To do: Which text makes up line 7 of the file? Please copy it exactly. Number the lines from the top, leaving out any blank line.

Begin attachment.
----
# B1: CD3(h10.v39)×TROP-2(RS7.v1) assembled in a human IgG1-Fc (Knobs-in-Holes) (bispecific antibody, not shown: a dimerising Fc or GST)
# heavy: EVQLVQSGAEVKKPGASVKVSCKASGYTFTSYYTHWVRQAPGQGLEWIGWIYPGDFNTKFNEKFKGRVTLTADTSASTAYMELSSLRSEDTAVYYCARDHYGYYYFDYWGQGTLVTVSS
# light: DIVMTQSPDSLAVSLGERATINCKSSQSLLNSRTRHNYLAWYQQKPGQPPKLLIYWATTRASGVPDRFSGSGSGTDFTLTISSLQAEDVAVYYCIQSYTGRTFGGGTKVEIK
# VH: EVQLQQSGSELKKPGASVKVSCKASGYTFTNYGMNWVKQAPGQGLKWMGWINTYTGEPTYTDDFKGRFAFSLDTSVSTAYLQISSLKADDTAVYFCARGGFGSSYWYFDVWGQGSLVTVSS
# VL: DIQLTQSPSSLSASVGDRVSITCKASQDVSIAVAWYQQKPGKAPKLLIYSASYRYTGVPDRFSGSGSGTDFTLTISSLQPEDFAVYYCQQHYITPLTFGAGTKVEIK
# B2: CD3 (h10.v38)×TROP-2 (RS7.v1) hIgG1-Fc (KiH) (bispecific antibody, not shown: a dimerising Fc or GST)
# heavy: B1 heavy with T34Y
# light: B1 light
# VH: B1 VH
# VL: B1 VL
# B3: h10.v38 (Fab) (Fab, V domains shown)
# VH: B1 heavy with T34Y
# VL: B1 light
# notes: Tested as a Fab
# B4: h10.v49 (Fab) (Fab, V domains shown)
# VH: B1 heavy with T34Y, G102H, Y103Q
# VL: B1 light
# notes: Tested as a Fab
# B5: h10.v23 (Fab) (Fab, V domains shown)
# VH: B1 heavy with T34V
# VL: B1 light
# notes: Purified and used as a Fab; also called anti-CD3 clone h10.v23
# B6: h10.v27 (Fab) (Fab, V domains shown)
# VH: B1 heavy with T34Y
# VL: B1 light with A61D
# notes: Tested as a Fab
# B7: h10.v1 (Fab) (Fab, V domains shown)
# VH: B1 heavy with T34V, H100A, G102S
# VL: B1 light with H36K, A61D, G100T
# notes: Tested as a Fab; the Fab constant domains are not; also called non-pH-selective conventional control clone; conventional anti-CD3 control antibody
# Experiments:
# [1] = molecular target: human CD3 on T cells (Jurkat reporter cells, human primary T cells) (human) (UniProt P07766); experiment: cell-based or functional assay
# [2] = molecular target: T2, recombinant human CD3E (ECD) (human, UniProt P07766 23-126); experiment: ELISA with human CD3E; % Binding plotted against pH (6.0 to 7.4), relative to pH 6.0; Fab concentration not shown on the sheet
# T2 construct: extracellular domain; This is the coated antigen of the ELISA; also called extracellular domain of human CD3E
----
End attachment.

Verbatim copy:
# heavy: B1 heavy with T34Y